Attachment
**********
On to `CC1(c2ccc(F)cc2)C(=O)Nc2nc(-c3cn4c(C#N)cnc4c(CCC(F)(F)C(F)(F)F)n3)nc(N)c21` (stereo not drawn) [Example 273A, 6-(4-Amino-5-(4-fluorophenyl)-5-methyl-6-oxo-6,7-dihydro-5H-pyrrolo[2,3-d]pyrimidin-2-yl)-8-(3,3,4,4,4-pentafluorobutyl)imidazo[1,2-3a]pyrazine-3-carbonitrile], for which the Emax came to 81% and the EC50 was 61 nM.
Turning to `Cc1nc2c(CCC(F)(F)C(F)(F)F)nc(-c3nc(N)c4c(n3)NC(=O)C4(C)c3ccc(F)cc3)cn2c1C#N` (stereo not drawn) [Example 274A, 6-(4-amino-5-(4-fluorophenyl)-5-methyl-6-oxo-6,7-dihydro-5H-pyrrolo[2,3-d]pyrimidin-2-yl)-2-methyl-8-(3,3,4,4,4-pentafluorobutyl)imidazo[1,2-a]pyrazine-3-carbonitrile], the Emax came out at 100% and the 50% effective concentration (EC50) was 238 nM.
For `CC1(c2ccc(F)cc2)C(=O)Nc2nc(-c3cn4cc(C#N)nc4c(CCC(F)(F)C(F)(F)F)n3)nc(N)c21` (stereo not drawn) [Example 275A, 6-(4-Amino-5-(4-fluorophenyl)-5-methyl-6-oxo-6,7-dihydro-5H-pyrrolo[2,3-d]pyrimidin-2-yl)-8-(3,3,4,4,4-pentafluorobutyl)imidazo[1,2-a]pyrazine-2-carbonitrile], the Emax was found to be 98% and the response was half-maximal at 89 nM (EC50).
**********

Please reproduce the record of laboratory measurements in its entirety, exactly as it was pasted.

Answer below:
On to `CC1(c2ccc(F)cc2)C(=O)Nc2nc(-c3cn4c(C#N)cnc4c(CCC(F)(F)C(F)(F)F)n3)nc(N)c21` (stereo not drawn) [Example 273A, 6-(4-Amino-5-(4-fluorophenyl)-5-methyl-6-oxo-6,7-dihydro-5H-pyrrolo[2,3-d]pyrimidin-2-yl)-8-(3,3,4,4,4-pentafluorobutyl)imidazo[1,2-3a]pyrazine-3-carbonitrile], for which the Emax came to 81% and the EC50 was 61 nM.
Turning to `Cc1nc2c(CCC(F)(F)C(F)(F)F)nc(-c3nc(N)c4c(n3)NC(=O)C4(C)c3ccc(F)cc3)cn2c1C#N` (stereo not drawn) [Example 274A, 6-(4-amino-5-(4-fluorophenyl)-5-methyl-6-oxo-6,7-dihydro-5H-pyrrolo[2,3-d]pyrimidin-2-yl)-2-methyl-8-(3,3,4,4,4-pentafluorobutyl)imidazo[1,2-a]pyrazine-3-carbonitrile], the Emax came out at 100% and the 50% effective concentration (EC50) was 238 nM.
For `CC1(c2ccc(F)cc2)C(=O)Nc2nc(-c3cn4cc(C#N)nc4c(CCC(F)(F)C(F)(F)F)n3)nc(N)c21` (stereo not drawn) [Example 275A, 6-(4-Amino-5-(4-fluorophenyl)-5-methyl-6-oxo-6,7-dihydro-5H-pyrrolo[2,3-d]pyrimidin-2-yl)-8-(3,3,4,4,4-pentafluorobutyl)imidazo[1,2-a]pyrazine-2-carbonitrile], the Emax was found to be 98% and the response was half-maximal at 89 nM (EC50).